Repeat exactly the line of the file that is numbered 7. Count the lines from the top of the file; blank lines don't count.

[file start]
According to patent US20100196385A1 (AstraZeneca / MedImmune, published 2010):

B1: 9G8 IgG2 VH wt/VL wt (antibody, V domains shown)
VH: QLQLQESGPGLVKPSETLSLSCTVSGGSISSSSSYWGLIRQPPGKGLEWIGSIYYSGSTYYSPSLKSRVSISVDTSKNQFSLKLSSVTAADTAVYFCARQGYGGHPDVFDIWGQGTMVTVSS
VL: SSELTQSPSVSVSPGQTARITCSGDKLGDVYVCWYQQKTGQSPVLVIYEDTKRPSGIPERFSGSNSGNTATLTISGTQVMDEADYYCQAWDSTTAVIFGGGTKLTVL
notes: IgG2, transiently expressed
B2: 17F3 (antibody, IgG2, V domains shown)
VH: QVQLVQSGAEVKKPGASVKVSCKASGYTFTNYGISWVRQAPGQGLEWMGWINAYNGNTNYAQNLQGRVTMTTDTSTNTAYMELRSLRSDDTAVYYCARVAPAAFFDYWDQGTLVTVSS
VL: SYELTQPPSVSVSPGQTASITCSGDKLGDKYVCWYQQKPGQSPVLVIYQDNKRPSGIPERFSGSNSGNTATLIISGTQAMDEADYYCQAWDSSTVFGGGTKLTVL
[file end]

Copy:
VH: QVQLVQSGAEVKKPGASVKVSCKASGYTFTNYGISWVRQAPGQGLEWMGWINAYNGNTNYAQNLQGRVTMTTDTSTNTAYMELRSLRSDDTAVYYCARVAPAAFFDYWDQGTLVTVSS